Water for the Thirsty

sb-logo-rfpaFrom the September 15, 2019 issue of the Standard Bearer comes these precious, sovereign grace gospel thoughts from the meditation by Rev. James Slopsema based on Isaiah 55:1, “Ho, every one that thirsteth, come ye to the waters, and he that hath no money; come ye, buy, and eat; yea, come, buy wine and milk without money and without price.”

Isaiah is speaking about those that thirst for the waters of salvation. We all have need of the waters of salvation. In Adam we all fell so that we are hopelessly lost in sin, headed for eternal destruction. Without the water of salvation in Jesus Christ we will most certainly perish. However, many do not see their need for this water, do not thirst for it and, in fact, despise it. This fact is evident from Isaiah’s rebuke to Judah immediately after the call to the thirsty to come to the water of life. “Wherefore do ye spend money for that which is not bread? and your labour for that which satisfieth not?” (Isaiah 55:2) Here Isaiah expands on the idea of water to include also the bread of life. In Judah there were those that labored for and spent their money not in the pursuit of the water and bread of life but on that which satisfied not, namely, the pleasures of this world. This is due to the depravity of sin. It blinds a person to his real needs.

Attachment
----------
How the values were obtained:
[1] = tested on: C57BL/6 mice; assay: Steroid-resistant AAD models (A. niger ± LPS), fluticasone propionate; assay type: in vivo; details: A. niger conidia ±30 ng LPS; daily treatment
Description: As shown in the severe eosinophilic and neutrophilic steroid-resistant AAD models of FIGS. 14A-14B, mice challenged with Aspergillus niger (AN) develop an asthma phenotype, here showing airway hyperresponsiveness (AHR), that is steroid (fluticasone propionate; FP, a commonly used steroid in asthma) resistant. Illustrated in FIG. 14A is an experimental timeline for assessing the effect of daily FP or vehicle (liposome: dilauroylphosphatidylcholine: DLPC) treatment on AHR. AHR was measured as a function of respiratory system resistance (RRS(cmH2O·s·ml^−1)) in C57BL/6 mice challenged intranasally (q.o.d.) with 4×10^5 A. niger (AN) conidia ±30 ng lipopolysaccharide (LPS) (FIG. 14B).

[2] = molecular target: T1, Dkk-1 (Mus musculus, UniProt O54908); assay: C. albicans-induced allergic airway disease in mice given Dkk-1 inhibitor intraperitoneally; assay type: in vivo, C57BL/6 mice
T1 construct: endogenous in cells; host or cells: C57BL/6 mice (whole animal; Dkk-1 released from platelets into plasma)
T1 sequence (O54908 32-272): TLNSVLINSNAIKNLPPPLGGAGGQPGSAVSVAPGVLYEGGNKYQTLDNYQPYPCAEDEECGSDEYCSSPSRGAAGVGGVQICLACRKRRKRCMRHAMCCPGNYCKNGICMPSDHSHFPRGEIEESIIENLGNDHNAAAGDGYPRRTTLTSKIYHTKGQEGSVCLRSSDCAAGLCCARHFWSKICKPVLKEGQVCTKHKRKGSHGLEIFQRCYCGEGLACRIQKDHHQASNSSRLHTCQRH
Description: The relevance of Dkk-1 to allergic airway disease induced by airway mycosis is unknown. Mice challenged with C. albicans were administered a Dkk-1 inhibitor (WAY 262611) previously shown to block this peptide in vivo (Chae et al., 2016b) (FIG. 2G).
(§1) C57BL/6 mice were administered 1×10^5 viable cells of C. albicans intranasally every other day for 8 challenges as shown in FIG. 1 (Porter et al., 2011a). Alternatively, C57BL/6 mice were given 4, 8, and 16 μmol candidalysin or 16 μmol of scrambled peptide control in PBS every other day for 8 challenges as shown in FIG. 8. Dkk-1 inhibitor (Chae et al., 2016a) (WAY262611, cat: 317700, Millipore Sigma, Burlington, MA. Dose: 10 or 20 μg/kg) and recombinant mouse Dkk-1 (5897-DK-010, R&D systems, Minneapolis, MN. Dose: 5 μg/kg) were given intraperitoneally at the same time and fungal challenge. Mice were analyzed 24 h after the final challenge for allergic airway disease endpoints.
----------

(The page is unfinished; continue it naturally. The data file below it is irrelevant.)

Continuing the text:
One thirsts for the water of salvation only when God works faith in the heart of a person. Faith gives one eyes to see the reality of sin and the need for the water of salvation. In that faith one also thirsts for these waters.

But those that thirst for the waters of salvation have no money to buy it. Those that bought water from the vendors in Bible lands needed money. The vendors were in business to make money. Without money you could not have their water. But we have no money to purchase the water of salvation. In our fallen state we are spiritually bankrupt and are not capable to purchasing the water of salvation. Neither our money nor our works are sufficient to purchase the water of salvation. Nor are we deserving of it anyway. We deserve to perish in our sin. Those that have the thirst of faith see this clearly. Many think they can earn or merit the salvation of God by their works and efforts. Others think they are deserving of the water of God’s salvation because of their birth, their baptism, or membership in the church. But those that have faith see that they have nothing with which to purchase the water of salvation. They thirst for it. But they are deeply aware that they can bring nothing to God to purchase it.

The call of God!

The Lord calls to these thirsty, bankrupt souls to come anyway to buy water without price.

To buy something without money or price means to receive it free.